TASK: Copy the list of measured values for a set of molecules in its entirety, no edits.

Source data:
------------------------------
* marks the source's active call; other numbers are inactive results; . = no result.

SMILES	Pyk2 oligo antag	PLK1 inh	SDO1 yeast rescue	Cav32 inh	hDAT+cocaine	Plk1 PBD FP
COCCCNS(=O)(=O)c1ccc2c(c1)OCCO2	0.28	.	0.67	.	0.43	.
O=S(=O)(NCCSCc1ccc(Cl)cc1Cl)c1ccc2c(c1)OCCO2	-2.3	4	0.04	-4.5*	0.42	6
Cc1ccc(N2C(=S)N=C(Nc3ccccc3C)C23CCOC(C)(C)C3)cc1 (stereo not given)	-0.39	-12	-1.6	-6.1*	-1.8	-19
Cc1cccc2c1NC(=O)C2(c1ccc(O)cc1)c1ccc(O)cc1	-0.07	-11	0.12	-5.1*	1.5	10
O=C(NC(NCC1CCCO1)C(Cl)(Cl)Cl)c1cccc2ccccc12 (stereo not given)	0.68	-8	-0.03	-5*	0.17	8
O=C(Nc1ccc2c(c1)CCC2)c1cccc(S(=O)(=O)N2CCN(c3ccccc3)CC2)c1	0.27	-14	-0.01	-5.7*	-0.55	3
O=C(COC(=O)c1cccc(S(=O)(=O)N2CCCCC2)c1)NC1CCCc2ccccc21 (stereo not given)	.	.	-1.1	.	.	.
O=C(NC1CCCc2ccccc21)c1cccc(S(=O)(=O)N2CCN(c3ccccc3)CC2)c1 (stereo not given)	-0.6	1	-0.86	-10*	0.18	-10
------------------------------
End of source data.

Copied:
* marks the source's active call; other numbers are inactive results; . = no result.

SMILES	Pyk2 oligo antag	PLK1 inh	SDO1 yeast rescue	Cav32 inh	hDAT+cocaine	Plk1 PBD FP
COCCCNS(=O)(=O)c1ccc2c(c1)OCCO2	0.28	.	0.67	.	0.43	.
O=S(=O)(NCCSCc1ccc(Cl)cc1Cl)c1ccc2c(c1)OCCO2	-2.3	4	0.04	-4.5*	0.42	6
Cc1ccc(N2C(=S)N=C(Nc3ccccc3C)C23CCOC(C)(C)C3)cc1 (stereo not given)	-0.39	-12	-1.6	-6.1*	-1.8	-19
Cc1cccc2c1NC(=O)C2(c1ccc(O)cc1)c1ccc(O)cc1	-0.07	-11	0.12	-5.1*	1.5	10
O=C(NC(NCC1CCCO1)C(Cl)(Cl)Cl)c1cccc2ccccc12 (stereo not given)	0.68	-8	-0.03	-5*	0.17	8
O=C(Nc1ccc2c(c1)CCC2)c1cccc(S(=O)(=O)N2CCN(c3ccccc3)CC2)c1	0.27	-14	-0.01	-5.7*	-0.55	3
O=C(COC(=O)c1cccc(S(=O)(=O)N2CCCCC2)c1)NC1CCCc2ccccc21 (stereo not given)	.	.	-1.1	.	.	.
O=C(NC1CCCc2ccccc21)c1cccc(S(=O)(=O)N2CCN(c3ccccc3)CC2)c1 (stereo not given)	-0.6	1	-0.86	-10*	0.18	-10